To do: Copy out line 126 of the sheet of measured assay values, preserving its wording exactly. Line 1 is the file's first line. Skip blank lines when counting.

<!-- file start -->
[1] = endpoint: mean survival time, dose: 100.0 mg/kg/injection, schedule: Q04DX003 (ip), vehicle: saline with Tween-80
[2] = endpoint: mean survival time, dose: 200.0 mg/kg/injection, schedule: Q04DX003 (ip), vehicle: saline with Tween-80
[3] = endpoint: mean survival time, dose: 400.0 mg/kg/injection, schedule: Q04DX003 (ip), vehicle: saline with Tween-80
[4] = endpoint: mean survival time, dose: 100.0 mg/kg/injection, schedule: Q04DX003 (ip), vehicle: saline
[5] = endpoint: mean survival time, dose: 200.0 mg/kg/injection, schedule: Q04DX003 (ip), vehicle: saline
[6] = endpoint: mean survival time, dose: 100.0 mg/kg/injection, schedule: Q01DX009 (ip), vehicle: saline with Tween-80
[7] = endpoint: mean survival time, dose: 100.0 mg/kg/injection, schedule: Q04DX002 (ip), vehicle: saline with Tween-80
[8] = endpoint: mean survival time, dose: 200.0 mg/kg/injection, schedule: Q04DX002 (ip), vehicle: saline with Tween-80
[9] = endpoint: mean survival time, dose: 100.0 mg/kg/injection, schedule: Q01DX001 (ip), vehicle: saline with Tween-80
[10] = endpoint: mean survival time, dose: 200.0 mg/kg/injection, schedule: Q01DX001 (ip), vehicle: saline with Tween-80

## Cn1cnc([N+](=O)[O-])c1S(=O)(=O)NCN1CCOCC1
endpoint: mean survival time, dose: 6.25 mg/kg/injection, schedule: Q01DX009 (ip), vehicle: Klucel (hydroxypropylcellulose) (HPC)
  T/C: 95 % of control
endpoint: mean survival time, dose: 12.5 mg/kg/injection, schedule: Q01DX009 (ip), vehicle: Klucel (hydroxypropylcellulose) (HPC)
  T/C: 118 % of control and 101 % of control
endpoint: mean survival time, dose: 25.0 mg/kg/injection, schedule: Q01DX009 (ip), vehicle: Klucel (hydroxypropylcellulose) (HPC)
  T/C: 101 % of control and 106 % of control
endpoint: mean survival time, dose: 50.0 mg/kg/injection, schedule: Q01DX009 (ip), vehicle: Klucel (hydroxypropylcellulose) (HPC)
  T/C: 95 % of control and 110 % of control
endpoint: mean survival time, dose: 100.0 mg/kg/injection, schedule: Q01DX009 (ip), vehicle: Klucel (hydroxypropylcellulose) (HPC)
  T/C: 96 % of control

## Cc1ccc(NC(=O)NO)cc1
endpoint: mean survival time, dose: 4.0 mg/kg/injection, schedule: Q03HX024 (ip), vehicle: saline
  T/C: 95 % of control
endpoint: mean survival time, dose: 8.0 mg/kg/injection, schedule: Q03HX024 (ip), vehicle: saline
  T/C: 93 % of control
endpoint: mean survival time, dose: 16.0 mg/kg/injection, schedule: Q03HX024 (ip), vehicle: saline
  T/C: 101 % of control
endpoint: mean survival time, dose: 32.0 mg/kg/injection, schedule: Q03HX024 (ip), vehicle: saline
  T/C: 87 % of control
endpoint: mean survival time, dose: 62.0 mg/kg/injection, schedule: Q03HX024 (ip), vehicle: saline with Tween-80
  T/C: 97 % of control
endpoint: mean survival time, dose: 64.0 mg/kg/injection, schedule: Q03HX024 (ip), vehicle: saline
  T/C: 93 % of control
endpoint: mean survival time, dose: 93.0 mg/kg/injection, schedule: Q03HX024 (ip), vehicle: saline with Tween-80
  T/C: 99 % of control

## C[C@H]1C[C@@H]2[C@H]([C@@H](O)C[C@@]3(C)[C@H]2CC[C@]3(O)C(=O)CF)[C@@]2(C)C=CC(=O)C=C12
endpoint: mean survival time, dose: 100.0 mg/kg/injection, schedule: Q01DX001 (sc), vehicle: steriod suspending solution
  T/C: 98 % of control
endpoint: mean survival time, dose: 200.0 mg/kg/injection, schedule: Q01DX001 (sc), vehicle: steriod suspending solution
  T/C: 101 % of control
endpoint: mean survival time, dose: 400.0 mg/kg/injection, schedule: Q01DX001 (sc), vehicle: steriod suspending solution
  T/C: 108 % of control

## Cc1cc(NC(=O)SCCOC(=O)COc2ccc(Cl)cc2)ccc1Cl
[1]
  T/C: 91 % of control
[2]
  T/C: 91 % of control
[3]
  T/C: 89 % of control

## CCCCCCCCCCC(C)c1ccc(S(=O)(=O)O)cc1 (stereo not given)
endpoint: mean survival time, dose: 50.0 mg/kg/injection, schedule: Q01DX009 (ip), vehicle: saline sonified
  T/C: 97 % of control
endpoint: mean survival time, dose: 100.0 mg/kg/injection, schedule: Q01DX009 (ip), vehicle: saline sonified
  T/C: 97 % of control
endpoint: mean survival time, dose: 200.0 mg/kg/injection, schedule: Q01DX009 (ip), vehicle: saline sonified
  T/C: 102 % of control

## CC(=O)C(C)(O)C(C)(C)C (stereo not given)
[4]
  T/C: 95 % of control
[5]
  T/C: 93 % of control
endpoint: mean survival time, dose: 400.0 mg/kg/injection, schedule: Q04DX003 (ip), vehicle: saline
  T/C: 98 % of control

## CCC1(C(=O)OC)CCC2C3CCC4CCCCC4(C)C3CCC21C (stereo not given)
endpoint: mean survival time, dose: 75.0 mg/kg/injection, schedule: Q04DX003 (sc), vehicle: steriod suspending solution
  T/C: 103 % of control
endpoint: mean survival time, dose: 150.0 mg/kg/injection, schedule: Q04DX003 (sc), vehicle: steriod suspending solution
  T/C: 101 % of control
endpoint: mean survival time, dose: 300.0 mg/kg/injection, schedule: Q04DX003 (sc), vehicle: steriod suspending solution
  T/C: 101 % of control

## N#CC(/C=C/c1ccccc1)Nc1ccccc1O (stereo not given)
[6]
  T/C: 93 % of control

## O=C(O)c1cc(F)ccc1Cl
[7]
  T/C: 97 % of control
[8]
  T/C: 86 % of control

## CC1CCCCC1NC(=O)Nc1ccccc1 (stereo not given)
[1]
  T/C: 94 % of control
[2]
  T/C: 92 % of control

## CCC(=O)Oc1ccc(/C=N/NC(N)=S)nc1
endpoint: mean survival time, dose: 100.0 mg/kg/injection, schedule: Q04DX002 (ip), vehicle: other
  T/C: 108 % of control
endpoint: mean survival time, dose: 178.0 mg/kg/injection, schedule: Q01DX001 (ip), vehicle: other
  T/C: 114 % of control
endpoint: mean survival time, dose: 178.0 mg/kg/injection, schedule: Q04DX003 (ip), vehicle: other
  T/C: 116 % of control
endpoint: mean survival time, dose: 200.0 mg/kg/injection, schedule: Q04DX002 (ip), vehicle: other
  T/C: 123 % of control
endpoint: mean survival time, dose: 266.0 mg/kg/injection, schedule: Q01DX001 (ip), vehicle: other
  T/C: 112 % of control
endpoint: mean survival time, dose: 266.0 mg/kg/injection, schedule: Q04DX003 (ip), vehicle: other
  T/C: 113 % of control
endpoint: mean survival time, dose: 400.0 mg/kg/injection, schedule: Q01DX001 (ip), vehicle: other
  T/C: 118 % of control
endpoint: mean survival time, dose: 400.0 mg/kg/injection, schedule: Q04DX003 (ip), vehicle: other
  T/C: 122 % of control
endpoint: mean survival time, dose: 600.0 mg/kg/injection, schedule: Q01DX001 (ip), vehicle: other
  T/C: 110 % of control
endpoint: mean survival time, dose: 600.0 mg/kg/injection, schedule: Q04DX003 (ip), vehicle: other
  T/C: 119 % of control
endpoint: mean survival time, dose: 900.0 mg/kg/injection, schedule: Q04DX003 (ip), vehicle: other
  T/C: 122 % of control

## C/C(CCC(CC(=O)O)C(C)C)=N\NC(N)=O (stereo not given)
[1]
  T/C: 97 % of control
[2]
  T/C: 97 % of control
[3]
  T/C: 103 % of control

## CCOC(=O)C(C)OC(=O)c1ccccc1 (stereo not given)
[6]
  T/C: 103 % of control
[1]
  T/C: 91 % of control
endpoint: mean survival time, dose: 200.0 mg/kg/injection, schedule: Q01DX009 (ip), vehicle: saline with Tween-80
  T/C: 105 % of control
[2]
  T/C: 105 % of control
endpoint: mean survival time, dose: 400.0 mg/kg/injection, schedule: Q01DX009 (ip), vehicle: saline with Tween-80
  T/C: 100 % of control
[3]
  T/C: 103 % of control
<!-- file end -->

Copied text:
[3]